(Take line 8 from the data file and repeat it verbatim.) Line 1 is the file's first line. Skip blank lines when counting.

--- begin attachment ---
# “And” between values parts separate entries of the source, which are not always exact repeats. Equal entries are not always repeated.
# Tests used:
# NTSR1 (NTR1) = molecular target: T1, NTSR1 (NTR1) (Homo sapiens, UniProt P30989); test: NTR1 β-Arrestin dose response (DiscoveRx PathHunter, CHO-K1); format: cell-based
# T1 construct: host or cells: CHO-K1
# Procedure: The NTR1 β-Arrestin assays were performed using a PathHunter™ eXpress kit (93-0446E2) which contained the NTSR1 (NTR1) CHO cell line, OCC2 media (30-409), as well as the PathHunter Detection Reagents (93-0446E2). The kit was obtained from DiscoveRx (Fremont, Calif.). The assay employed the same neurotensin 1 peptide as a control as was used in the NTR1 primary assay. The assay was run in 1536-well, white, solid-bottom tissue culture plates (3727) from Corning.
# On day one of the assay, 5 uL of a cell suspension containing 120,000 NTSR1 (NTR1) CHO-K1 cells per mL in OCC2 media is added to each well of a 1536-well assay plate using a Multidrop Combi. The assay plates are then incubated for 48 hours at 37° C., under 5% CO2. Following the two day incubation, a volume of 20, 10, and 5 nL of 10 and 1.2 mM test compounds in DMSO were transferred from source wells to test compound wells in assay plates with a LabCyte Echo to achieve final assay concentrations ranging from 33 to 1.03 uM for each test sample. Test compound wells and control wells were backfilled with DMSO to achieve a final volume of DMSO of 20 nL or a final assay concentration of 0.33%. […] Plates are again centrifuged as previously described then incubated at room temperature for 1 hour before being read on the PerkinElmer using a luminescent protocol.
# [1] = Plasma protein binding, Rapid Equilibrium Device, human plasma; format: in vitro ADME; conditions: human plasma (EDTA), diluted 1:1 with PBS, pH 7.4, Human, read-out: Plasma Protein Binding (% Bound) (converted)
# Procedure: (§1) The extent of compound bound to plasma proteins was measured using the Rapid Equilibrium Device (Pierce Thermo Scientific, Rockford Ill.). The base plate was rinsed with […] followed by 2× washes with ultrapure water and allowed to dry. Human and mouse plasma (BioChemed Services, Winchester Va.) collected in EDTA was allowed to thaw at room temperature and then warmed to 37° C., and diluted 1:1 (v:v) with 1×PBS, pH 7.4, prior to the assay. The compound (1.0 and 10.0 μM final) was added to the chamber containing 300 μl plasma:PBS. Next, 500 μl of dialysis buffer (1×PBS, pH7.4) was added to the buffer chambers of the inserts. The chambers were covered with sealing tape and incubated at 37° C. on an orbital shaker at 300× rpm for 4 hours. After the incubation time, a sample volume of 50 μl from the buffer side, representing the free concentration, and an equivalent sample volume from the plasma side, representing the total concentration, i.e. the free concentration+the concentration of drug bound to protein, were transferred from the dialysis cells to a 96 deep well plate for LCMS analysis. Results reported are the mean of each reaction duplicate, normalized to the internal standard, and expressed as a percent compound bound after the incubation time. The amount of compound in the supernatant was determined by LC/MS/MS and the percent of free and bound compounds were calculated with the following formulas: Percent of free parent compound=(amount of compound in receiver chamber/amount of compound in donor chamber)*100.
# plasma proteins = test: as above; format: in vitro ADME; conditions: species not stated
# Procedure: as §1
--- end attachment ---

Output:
# Procedure: (§1) The extent of compound bound to plasma proteins was measured using the Rapid Equilibrium Device (Pierce Thermo Scientific, Rockford Ill.). The base plate was rinsed with […] followed by 2× washes with ultrapure water and allowed to dry. Human and mouse plasma (BioChemed Services, Winchester Va.) collected in EDTA was allowed to thaw at room temperature and then warmed to 37° C., and diluted 1:1 (v:v) with 1×PBS, pH 7.4, prior to the assay. The compound (1.0 and 10.0 μM final) was added to the chamber containing 300 μl plasma:PBS. Next, 500 μl of dialysis buffer (1×PBS, pH7.4) was added to the buffer chambers of the inserts. The chambers were covered with sealing tape and incubated at 37° C. on an orbital shaker at 300× rpm for 4 hours. After the incubation time, a sample volume of 50 μl from the buffer side, representing the free concentration, and an equivalent sample volume from the plasma side, representing the total concentration, i.e. the free concentration+the concentration of drug bound to protein, were transferred from the dialysis cells to a 96 deep well plate for LCMS analysis. Results reported are the mean of each reaction duplicate, normalized to the internal standard, and expressed as a percent compound bound after the incubation time. The amount of compound in the supernatant was determined by LC/MS/MS and the percent of free and bound compounds were calculated with the following formulas: Percent of free parent compound=(amount of compound in receiver chamber/amount of compound in donor chamber)*100.